This is a beautiful picture of what it looks like when we abide in Christ. Our cups overflow as we hold our cup upright to receive from him. But so often, when we see the urgent in our life,we run around, holding our cups in a pouring position. Then, when cups run dry, we dash back to the Father for more filling. But what if we changed the position of our cups? What if we held them always in the upright position? This would allow the overflow of what God is doing in our lives to flow to those around us.
Our agendas would change. No longer would we treat our quiet time as a fill-up station, only pulling up for refuel when we’re empty. No longer would we feel the burden of the world’s cares on our shoulders and be overwhelmed by the great needs around us. Our position would be one of upturned cups, being continually filled and overflowing into the lives around us throughout our day.
Hold Your Cups Upright
This position, of holding our cups upright and realizing the overflow that comes from being together with Christ in every moment, releases us from the burden that service sometimes brings. Instead, we find ourselves able to do more than we ever imagined because our cups are always full.
Carrying our cup upright allows it to overflow into other’s emptier vessels. We discover that our confidence has nothing to do with our strengths. At the same time we learn that our insecurities don’t have to bind us to inaction.
Hold your cup upright and receive this blessing:
“For this reason I kneel before the Father, from whom his whole family in heaven and on earth derives its name. I pray that our of his glorious riches he may strengthen you with power through his Spirit in your inner being, so that Christ may dwell in your hearts through faith. And I pray that you, being rooted and established in love, may have power, together with all the saints, to grasp how wide and long and high and deep is the love of Christ, and to know this love that surpasses knowledge—that you may be filled to the measure of all the fullness of God.” Ephesians 3:14-19 NIV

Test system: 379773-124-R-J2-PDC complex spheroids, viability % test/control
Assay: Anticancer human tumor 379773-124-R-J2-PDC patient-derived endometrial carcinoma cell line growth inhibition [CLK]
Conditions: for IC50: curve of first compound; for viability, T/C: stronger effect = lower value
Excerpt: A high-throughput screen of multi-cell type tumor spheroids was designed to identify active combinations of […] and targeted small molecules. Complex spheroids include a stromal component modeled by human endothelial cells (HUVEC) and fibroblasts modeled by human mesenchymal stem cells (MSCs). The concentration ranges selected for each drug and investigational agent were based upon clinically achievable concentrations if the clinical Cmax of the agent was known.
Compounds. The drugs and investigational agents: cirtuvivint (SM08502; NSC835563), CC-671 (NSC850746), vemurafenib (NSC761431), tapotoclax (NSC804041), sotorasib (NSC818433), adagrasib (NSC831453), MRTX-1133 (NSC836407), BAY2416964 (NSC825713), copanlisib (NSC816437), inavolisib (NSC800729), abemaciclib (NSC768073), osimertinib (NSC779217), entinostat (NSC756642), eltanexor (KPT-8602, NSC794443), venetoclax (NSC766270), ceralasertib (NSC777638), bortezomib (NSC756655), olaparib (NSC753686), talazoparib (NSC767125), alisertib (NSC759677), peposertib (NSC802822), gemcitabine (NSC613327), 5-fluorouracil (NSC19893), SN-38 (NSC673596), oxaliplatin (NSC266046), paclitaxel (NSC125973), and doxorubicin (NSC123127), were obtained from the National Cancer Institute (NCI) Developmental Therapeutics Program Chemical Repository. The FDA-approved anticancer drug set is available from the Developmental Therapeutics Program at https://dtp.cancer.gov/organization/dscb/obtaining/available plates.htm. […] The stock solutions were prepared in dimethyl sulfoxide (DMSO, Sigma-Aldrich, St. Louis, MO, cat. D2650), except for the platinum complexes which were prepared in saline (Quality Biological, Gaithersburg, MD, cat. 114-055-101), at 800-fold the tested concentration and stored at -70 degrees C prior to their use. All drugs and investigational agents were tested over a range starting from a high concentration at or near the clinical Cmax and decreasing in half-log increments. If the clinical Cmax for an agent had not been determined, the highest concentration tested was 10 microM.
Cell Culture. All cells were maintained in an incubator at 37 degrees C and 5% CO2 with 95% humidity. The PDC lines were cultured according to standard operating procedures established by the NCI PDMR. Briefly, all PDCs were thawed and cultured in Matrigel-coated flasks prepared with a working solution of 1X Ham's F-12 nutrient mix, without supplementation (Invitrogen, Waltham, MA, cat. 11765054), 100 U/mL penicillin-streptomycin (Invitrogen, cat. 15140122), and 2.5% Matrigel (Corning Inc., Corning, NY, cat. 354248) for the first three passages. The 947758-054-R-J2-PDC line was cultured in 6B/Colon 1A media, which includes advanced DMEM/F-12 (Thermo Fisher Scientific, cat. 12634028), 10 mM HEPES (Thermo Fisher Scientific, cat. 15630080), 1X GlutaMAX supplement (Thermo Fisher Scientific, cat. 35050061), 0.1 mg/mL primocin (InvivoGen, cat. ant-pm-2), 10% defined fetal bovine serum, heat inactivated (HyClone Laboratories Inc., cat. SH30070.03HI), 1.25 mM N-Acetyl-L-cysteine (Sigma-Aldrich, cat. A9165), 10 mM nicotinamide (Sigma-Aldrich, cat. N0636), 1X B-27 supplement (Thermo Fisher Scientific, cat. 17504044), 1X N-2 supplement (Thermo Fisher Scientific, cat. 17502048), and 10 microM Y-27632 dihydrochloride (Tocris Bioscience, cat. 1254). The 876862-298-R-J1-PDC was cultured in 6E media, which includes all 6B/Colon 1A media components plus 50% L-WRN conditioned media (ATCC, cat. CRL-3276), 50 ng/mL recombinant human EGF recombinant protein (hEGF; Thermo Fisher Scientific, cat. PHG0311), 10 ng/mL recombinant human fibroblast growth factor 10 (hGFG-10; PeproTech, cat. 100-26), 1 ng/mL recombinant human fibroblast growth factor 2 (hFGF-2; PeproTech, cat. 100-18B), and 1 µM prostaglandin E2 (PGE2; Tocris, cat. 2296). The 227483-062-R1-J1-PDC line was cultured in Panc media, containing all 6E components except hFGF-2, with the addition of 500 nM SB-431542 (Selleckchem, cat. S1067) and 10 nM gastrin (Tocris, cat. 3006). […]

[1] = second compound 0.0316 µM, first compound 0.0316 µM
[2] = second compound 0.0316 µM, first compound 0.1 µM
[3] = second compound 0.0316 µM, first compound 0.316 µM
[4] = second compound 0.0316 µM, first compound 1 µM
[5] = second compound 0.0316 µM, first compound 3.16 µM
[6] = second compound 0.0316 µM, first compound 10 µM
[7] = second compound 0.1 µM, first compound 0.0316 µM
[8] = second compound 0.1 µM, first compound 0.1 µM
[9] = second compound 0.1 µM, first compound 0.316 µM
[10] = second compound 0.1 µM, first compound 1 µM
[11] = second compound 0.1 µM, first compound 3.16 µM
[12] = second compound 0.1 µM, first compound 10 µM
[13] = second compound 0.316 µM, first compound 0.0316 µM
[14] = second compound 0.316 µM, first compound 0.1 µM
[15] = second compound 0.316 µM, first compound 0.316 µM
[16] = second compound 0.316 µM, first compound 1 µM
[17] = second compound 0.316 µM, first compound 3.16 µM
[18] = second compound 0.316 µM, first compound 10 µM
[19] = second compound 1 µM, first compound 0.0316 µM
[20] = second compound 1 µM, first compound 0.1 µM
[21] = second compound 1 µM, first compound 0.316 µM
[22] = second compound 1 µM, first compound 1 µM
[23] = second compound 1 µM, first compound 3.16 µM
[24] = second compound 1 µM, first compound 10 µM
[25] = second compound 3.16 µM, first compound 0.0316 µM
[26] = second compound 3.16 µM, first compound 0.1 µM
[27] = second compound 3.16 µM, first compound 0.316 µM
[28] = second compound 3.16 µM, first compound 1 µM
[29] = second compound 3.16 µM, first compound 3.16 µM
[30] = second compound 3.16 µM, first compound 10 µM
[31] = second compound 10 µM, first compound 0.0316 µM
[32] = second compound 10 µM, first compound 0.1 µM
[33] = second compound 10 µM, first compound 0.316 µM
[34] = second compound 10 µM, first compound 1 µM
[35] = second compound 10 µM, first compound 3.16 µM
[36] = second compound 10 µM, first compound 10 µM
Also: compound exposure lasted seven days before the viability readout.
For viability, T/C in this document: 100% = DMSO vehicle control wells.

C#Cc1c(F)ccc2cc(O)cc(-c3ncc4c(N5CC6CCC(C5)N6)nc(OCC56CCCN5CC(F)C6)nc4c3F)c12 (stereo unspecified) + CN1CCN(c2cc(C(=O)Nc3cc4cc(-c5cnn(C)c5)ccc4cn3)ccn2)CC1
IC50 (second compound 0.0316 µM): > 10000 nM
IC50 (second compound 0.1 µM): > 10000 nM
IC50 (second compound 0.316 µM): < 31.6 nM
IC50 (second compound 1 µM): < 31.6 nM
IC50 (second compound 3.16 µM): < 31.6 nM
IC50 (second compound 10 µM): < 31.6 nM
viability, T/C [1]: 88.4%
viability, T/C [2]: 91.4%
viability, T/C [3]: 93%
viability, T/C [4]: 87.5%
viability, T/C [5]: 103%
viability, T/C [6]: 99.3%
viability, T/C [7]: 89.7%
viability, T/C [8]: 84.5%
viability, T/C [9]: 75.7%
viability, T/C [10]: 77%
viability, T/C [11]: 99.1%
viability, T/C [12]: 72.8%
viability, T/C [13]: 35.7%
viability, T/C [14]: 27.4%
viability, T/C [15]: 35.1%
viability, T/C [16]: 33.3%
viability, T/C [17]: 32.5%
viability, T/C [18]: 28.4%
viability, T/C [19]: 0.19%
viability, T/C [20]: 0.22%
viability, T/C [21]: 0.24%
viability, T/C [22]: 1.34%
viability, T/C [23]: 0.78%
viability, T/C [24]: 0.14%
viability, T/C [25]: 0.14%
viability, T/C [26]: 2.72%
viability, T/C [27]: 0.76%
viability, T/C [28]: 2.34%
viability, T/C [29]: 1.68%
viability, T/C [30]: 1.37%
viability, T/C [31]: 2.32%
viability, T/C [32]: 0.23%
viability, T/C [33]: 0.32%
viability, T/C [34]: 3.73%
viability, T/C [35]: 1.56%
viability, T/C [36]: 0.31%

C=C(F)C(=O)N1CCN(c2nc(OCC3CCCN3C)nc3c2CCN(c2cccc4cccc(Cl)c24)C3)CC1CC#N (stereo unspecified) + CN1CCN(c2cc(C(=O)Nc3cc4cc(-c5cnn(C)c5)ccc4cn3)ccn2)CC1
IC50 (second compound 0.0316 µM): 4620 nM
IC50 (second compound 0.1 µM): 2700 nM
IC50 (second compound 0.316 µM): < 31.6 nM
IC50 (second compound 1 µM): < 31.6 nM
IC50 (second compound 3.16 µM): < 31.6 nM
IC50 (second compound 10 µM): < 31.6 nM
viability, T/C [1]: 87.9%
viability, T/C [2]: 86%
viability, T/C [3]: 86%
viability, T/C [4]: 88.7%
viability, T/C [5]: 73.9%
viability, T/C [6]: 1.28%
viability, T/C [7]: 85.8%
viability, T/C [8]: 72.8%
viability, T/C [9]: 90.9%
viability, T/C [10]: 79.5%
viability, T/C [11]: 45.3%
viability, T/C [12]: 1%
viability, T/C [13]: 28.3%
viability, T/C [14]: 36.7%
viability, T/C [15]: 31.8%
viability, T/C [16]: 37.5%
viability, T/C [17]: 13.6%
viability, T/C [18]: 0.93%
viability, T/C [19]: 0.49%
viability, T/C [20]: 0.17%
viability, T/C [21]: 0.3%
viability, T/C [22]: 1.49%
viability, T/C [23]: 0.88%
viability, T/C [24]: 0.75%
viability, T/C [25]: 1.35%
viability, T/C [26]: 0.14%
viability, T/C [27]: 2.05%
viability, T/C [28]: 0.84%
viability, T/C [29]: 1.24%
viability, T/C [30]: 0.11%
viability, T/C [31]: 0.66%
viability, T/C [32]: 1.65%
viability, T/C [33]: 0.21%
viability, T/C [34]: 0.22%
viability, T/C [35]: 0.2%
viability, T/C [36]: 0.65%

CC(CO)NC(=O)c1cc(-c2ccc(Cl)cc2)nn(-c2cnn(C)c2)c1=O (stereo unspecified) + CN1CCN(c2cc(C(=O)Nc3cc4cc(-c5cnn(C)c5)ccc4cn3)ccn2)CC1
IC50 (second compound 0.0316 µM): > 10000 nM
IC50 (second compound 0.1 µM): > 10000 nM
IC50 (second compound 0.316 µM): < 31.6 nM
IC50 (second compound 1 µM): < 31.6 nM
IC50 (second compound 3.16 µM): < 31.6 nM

My perspective in the waiting gets clouded by my impatience. Waiting. I don’t love it. It can make me feel crabby and in the long waits for answers to prayer, it can make me feel hopeless. And hopelessness is a desperate place to be.
But what happens when the things of life drag us down to depths we never dreamed we would reach? What happens when hope seems as distant as the faintest star in the night sky? What happens when we lose our perspective in the waiting?
It’s easy to get stuck in a disbelieving cycle that God can and will come through for us. In fact, I daresay, it’s a tactic the enemy of our souls uses to isolate us even further. It’s in these moments of doubt that we must turn to the only one who can help us. In fact, we can bring our doubts to him and receive grace.
This week’s Scripture passage
“We wait in hope for the Lord; he is our help and our shield. In him our hearts rejoice, for we trust in his holy name. May your unfailing love rest upon us, O Lord, even as we put our hope in you.” Psalm 33:20-22.
Positioning myself to wait in hope means that I need to recognize that God is my help and that he is working in ways that I cannot see, but I need to trust him. He is your helper. You can trust in him.
Then I need to hide in him–he is my shield. He is your shield. When we hide in him, we go where he wants us to go, and we stay protected from the tactics of the enemy.
One key component to this kind of waiting–the kind that knows hope–is found in rejoicing. We can rejoice because of who God is. He is kind, merciful, full of grace, loving, good, just, faithful. Think about his goodness towards you, remember his faithfulness, rejoice that he rescues you.